As part of Tuesday night’s commencement of the 2013 Stanley Cup playoffs, the defending champion Los Angeles Kings will again face one of their 2012 victims, the St. Louis Blues. As additional series' get underway later in the week, the New York Rangers-Washington Capitals matchup will officially become the most frequent postseason card since the 2004-05 lockout.
Both first-round fixtures are rematches of last season’s second round and, as an added bonus, the three teams involved who are not the defending champion feature one of the NHL’s three stars of the month for April 2013.
One involves two franchises far removed from their best years and crossing paths for the third year in a row and the fourth time in five tournaments. The other has one party seeking the NHL’s first repeat championship in 15 years and another craving a delectable follow-up on its surprise surge of 2011-12.
The Kings and Blues were in similar states when they met 12 months ago, even if their seeds did not reflect it. Both had reversed their fortunes and rapidly emerged as postseason qualifiers by way of midseason coaching changes, Daryl Sutter succeeding Terry Murray in L.A. and Ken Hitchcock supplanting Davis Payne in St. Louis.
As it happened, there would be a vast discrepancy in unfinished business working against the second-place, Central Division champion Blues. Los Angeles swept through the second round as part of its 16-4 romp to the Cup.
If St. Louis is to build on its instantaneous foundation under Hitchcock without hesitation, it will have to be equally apt to trip up a historic endeavor. Of the four major sports circuits on this continent, the NHL has waited the longest for a team to cultivate back-to-back playoff titles.
Adding to the L.A. aspect of the storyline, the last repeat champion in any sport was none other than the Kings’ Staples Center co-tenant, the Lakers, who claimed the NBA crown in 2009 and again in 2010.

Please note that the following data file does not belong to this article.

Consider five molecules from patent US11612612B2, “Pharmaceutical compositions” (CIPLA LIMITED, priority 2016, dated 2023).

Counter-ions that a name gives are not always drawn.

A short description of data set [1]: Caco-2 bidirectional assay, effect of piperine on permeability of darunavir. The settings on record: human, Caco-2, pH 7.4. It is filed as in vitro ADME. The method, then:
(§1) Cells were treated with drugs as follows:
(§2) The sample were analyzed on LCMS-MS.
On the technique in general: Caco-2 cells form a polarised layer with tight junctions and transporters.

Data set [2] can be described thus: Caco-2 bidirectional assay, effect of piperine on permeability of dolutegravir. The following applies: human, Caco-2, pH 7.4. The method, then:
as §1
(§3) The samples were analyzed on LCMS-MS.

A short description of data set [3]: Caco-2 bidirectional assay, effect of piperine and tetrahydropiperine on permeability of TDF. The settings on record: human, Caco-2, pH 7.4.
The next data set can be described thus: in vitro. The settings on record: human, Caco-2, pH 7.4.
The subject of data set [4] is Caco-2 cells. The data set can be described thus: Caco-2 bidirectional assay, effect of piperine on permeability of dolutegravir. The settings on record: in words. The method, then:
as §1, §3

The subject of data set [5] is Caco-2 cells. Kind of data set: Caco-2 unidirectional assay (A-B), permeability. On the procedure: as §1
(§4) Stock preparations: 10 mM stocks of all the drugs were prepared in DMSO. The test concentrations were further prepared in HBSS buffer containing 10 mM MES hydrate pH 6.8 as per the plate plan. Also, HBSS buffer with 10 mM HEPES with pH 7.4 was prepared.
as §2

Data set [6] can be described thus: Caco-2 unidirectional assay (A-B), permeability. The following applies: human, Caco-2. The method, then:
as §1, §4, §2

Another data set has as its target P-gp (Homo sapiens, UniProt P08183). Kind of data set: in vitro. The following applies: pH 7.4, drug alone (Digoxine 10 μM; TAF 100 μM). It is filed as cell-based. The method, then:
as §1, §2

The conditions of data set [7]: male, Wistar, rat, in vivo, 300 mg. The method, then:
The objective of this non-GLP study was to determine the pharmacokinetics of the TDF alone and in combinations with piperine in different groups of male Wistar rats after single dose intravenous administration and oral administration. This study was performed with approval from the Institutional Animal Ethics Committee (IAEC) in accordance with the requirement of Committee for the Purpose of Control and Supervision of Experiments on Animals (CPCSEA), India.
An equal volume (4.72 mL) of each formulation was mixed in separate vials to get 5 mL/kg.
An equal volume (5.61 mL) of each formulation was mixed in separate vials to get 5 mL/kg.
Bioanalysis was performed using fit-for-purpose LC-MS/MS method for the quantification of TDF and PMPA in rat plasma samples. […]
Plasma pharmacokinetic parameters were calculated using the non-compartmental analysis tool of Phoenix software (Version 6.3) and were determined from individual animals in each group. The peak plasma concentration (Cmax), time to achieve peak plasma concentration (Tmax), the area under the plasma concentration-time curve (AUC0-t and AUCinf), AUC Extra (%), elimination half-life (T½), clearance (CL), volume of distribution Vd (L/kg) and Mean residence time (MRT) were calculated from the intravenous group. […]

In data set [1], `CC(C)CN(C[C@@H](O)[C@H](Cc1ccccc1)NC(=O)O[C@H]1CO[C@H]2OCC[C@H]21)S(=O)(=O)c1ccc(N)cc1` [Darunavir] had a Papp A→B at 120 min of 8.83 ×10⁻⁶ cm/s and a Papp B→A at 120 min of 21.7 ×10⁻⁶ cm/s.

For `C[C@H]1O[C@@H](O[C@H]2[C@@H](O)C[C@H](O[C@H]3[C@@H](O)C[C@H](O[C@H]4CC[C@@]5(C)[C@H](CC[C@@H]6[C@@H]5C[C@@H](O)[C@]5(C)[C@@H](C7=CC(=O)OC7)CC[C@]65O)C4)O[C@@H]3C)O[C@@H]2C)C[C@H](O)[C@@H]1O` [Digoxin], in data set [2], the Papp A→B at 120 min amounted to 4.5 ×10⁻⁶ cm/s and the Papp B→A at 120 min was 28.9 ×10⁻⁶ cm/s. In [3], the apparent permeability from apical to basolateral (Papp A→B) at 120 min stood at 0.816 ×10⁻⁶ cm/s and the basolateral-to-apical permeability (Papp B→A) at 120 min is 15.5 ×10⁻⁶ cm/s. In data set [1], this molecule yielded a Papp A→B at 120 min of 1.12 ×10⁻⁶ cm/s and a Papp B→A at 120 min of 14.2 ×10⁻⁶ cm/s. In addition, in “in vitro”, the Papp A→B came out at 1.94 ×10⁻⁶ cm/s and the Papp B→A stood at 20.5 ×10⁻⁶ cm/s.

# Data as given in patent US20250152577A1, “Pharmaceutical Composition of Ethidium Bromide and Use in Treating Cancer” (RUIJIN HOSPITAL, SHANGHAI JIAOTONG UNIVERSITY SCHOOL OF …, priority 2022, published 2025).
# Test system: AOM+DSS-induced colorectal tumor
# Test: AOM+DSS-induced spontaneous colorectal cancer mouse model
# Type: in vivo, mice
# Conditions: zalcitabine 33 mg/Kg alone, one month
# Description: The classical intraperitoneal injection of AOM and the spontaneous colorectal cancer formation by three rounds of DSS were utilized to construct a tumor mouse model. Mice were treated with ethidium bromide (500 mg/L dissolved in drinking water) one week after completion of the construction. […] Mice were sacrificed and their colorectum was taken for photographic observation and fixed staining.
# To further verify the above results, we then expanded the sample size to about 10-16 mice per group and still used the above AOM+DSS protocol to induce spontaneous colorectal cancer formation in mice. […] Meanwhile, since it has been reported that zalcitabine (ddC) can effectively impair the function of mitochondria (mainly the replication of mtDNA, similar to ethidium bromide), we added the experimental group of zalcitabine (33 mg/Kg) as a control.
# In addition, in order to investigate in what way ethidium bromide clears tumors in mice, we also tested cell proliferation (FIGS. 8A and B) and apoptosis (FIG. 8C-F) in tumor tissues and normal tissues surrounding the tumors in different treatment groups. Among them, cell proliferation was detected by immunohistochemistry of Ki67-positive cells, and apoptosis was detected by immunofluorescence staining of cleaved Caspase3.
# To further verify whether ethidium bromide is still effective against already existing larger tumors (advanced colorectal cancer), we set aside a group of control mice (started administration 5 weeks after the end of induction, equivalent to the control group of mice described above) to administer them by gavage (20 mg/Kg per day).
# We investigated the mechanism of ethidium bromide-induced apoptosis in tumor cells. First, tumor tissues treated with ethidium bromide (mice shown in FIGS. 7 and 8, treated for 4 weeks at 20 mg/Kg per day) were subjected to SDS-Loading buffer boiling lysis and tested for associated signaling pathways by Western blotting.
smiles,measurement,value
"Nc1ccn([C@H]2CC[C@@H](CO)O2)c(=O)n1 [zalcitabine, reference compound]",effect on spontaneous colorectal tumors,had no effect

With the three-month delay to the 2012-13 NHL season, there may be no more opportune time for a team to successfully defend its title. The longer gap between last spring’s celebration and the return to normal business should render the Kings better equipped for another postseason sprint, which therefore denies their adversaries any edge in that regard.
That theory makes the conflicting endeavors to sustain or revoke a team’s reign as champions a little more intriguing than usual.
With that said, it is still hard to match a card such as Capitals-Rangers, with the core groups of both teams each seeking first-time fulfillment and renewing a soon-to-be peerless familiarity.
The recent history of the red-and-blue rivalry began in the opening round in 2009, when an upset-minded band of Blueshirts sculpted a 3-1 advantage, only to crumble on their first two chances to polish off the Caps by a combined 9-3 score. Washington subsequently claimed Game 7, 2-1, with the decisive goal coming with 4:59 left in regulation.
A 2011 rematch at the same stage saw a similar seeding for each side and a swifter decision, with Washington abolishing the Rangers in five games.
Last year was all but a 180-degree reversal. The Rangers rose from eighth to first in the East and the Capitals were stuck facing them after advancing to the conference semifinals as the seventh-place entrant.
Not unlike 2009, it would be a classic arm-wrestling series decided by another 2-1 Game 7, this one going to the Blueshirts at their mansion.
The Rangers were forced to settle for a divisional laurel as their only new banner from 2012. Meanwhile, just like St. Louis, Washington is still without so much as a trip to the conference finals in recent memory.
Even with the unique elements surrounding the Kings’ drive for a second consecutive Cup, the fact remains that vinegar tastes more acrid when there are no breaks for sweetness between doses.
At least one party in the Capitals-Rangers matchup is guaranteed to endure more of that this season, which is why their fourth meeting in five playoffs enters this tournament with a little more intrigue than Kings-Blues.
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